Not all failures are bad — some of them are actually good because of the valuable learning opportunities they present. Dividing your organization’s failures into three categories will help you distinguish the good, useful failures from the bad, useless ones:
- Preventable failures in predictable operations. These are caused by inadequate training, inattention, or lack of ability. They’re easy to diagnose and fix — by using a checklist, for example — but they’re not very useful.
- Unavoidable failures in complex systems. Small process setbacks are inevitable, so considering them failures is counterproductive. They can usually be averted by following best practices for safety and risk.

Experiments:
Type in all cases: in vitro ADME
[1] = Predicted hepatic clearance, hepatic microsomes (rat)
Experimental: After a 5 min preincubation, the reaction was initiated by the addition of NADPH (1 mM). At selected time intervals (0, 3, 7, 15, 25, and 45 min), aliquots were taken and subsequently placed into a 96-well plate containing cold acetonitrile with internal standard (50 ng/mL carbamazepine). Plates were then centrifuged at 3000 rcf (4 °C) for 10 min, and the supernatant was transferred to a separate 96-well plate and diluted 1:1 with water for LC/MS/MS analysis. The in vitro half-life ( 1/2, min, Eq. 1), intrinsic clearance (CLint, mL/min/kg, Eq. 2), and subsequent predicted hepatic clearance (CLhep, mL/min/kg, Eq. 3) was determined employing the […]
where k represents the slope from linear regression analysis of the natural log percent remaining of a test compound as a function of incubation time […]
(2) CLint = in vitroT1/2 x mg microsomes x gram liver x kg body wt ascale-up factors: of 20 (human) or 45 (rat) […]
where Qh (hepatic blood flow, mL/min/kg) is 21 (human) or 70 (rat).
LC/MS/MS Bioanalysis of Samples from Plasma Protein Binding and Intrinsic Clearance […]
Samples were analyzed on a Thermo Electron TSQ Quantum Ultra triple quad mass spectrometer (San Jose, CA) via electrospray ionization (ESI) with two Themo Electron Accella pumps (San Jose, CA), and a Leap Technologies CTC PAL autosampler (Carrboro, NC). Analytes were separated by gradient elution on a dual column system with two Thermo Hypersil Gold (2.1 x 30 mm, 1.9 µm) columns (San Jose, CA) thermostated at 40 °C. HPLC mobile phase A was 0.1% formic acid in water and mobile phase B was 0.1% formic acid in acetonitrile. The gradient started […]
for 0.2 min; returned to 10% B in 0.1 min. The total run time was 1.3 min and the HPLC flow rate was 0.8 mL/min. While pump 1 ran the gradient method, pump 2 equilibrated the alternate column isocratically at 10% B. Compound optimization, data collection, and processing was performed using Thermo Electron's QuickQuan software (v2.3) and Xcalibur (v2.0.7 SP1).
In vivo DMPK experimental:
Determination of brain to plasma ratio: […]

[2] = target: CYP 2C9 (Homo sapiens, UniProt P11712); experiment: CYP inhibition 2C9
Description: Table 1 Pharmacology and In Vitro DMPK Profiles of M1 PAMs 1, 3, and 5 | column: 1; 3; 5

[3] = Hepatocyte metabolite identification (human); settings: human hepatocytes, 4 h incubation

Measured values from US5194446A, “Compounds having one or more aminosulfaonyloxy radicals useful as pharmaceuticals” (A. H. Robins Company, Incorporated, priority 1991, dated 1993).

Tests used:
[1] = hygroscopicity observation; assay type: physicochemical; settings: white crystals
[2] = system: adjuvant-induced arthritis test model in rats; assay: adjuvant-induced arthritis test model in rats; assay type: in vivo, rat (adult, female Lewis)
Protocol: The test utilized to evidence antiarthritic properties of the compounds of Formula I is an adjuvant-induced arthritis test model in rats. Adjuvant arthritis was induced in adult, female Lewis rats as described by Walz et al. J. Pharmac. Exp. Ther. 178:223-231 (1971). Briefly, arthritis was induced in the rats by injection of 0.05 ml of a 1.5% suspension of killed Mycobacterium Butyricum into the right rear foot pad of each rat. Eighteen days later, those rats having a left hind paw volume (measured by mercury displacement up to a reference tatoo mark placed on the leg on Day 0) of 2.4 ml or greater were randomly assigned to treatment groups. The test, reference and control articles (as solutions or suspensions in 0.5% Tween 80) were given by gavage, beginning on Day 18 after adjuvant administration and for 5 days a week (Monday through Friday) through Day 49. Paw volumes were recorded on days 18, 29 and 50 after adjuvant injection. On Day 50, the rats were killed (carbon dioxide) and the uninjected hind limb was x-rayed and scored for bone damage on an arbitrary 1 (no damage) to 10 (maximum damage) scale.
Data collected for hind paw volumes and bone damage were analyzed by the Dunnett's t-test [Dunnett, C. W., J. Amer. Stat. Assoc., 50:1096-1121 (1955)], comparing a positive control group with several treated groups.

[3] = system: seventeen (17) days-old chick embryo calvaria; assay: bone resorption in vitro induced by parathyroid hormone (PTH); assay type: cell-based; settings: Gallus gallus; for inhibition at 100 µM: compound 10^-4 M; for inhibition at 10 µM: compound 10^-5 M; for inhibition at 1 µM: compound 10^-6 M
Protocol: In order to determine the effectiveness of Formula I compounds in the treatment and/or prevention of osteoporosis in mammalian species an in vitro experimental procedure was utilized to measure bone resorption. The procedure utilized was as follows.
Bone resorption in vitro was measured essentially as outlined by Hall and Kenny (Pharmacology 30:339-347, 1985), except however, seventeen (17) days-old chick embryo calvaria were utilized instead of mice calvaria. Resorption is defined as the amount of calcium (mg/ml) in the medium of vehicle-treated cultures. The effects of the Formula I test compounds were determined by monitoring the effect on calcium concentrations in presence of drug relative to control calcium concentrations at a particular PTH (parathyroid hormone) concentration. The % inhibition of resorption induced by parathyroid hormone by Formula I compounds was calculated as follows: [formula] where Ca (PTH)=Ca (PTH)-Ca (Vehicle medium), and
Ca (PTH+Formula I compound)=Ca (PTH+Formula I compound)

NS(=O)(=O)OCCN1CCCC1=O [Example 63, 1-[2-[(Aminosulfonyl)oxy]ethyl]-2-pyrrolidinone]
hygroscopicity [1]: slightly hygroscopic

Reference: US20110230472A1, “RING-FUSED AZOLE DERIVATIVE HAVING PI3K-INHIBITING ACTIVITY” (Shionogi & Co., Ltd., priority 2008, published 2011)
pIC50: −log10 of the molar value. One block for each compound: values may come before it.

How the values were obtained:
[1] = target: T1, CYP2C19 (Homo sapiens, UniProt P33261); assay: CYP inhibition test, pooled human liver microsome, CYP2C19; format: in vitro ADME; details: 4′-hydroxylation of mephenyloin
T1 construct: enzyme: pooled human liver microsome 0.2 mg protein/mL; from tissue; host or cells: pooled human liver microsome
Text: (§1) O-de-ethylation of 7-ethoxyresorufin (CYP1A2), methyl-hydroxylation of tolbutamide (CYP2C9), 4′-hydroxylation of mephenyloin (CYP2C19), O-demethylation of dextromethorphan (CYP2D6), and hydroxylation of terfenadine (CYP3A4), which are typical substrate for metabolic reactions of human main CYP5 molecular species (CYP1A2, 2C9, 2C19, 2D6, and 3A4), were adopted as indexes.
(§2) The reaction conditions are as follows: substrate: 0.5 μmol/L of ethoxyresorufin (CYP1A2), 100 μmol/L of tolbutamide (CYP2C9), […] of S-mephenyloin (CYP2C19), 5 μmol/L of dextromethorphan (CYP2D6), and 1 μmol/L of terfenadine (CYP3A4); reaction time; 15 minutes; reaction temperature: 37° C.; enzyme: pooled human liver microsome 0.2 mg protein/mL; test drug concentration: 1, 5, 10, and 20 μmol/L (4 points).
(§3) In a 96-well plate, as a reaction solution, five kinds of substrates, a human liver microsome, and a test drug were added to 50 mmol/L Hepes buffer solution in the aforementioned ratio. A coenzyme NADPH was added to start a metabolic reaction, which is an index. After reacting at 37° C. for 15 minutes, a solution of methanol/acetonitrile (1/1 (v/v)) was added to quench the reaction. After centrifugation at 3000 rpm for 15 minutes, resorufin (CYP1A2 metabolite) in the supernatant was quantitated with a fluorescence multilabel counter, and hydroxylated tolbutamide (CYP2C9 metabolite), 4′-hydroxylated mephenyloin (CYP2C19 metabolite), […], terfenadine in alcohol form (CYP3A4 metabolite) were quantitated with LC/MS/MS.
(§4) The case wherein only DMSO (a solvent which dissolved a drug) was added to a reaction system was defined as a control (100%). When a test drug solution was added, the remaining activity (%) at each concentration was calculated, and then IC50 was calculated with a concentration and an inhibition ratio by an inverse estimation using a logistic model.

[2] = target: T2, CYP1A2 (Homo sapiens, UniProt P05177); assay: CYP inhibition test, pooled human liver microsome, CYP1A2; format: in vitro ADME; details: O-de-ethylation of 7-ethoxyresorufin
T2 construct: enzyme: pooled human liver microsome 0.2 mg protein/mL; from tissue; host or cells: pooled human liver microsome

- Intelligent failures at the frontier. These good failures happen as a result of forward-thinking innovation. They provide valuable knowledge that can help you get ahead of the competition. But they can become bad failures if your organization starts working at a larger scale than is necessary.